1872 - 1876 7th Cavalry Archive
Appraised Value: $25,000
IMAGE: 1 of 5
Appraisal Video: (2:53)
Arms & Militaria
Bonhams & Butterfields, SF
GUEST: Well, it was passed down through my family. It came from my great-grandfather. It was letters that were written to him from his friend George Brown. They went to school together in Baltimore, Maryland, before George joined the army.
APPRAISER: So explain to me who this is in this photograph.
GUEST: That is George Brown. He was with the Seventh Cavalry and he was killed at the Battle of Little Big Horn.
APPRAISER: This is an archive of a Corporal George Brown who served in the Seventh Cavalry with Custer and died at the battlefield on June 25, 1876, and correspondence after the fact from a friend of his, Private Kim, who served with him, to your great-grandfather.
APPRAISER: The Battle of Little Big Horn is a pivotal moment in American history, and so anything that sort of survives from the Seventh Cavalry and that event is pretty special. And what is this here?
GUEST: That's a map of what the battlefield looked like after the battle was over. It was made by John Kim. He was with the Major Reno group. And what we have here is this is actually George Brown's appointment as a corporal in the Seventh Cavalry.
APPRAISER: That's pretty impressive.
GUEST: And this is George Brown's documentation of his trips to the Black Hills with Custer.
APPRAISER: Yes, it is.
GUEST: And do you know this letter over here?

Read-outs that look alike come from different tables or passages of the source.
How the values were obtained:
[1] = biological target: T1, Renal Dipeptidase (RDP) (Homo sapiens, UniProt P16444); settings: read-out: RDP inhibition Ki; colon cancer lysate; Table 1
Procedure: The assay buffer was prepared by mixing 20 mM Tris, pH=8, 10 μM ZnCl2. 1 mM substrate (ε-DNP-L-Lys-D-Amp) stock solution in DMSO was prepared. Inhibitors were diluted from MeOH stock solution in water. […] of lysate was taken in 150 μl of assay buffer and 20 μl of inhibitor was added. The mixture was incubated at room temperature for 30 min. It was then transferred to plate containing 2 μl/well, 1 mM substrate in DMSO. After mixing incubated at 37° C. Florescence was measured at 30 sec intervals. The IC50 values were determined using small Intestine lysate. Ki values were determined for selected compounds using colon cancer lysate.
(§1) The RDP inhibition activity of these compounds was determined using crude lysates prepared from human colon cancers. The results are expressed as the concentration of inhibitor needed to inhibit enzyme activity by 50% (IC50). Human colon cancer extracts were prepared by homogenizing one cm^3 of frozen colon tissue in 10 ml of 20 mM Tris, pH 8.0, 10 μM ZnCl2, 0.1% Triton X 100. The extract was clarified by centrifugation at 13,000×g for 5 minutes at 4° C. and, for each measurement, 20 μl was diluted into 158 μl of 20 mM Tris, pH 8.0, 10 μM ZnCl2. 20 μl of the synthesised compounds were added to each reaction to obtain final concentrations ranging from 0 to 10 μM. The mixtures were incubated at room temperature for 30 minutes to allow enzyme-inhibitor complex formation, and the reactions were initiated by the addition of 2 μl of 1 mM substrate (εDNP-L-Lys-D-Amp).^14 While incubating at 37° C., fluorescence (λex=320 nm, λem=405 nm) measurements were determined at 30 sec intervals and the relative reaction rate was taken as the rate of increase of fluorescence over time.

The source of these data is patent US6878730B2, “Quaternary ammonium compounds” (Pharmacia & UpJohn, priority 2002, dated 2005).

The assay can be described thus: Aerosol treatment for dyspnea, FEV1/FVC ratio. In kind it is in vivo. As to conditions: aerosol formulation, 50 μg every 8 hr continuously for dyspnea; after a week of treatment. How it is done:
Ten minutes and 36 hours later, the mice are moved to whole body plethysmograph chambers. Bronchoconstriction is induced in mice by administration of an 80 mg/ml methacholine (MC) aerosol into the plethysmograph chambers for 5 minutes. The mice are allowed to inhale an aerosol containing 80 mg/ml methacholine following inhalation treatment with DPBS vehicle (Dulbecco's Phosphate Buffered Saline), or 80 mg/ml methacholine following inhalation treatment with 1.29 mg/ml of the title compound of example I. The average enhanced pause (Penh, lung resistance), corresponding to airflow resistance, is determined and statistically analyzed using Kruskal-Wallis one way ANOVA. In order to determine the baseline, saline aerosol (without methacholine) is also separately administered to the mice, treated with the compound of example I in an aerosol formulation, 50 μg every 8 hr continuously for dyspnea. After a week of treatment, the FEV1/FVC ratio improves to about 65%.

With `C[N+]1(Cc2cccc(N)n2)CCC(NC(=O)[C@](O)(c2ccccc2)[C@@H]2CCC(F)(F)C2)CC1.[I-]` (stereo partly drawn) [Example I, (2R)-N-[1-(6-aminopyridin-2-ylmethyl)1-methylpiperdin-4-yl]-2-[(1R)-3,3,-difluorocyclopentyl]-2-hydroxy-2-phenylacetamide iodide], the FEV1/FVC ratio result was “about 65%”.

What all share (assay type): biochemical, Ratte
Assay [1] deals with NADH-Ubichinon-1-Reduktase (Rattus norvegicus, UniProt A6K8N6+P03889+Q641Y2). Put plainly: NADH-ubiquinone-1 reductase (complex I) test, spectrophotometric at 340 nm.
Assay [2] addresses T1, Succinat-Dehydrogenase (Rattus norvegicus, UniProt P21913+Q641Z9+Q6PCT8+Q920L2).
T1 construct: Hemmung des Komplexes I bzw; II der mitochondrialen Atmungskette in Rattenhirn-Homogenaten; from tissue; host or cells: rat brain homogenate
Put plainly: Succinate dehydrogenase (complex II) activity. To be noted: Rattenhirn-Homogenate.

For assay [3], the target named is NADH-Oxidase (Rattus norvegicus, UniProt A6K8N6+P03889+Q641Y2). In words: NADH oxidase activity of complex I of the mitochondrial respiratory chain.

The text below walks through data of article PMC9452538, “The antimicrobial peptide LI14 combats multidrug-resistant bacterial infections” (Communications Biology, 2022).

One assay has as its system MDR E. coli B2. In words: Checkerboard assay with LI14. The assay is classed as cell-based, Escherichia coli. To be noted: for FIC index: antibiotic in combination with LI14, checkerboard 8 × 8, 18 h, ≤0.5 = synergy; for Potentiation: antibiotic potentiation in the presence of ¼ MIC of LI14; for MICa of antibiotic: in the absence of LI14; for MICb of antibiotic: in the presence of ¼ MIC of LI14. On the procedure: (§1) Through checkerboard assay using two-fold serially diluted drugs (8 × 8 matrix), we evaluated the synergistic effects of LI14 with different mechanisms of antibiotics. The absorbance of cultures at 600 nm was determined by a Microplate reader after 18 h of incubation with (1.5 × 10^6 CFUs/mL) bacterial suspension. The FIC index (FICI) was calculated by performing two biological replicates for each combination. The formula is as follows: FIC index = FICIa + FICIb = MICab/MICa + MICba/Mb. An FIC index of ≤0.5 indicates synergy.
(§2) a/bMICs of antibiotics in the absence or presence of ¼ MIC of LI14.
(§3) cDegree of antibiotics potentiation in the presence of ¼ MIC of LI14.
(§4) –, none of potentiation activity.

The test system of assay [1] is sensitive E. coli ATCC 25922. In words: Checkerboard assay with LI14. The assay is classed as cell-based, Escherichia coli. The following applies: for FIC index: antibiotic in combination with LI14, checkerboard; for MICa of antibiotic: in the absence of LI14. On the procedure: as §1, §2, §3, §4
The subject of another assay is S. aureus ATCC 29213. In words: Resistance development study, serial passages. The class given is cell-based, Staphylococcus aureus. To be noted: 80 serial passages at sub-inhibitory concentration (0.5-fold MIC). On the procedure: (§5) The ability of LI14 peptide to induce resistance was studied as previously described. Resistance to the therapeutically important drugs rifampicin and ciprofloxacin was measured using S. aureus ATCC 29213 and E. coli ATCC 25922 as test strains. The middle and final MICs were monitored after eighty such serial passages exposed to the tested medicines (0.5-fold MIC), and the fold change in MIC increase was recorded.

APPRAISER: Yes, that was from Kim telling about finding George's body and being with Custer and E Company. The letter is dated July 20, 1876, and as you probably know--
GUEST: It was after the battle.
APPRAISER: --the battle was on June 25. So here you have notes of his travels with Custer up until the battle. Then he died at the battle and then his friend continued his correspondence.
GUEST: Yes, that's correct.
APPRAISER: Yeah, it's really wonderful, and I mean, I haven't had time to look through all these letters, but they're really special. I have, I believe it's a total of 23 letters all told. Do you have any idea of what this material is worth?
GUEST: I had someone tell me that they might be worth $10,000 and up.
APPRAISER: Mm-hmm. Yeah, well, I would think that $10,000 is a fairly conservative value, and I think that in the right environment and the right circumstances, the whole archive could be worth around $25,000 or more.
GUEST: That's very good.
APPRAISER: That's a very special gift that your mother left you.
GUEST: Yes, it is, certainly is.
APPRAISER: But what you should do is you should sort out all the documents. You should try to have them transcribed so that they're more readable-- because they're in the antique script-- and then you should document your family history, and that will really support the value. And it should be a lot of fun, too.
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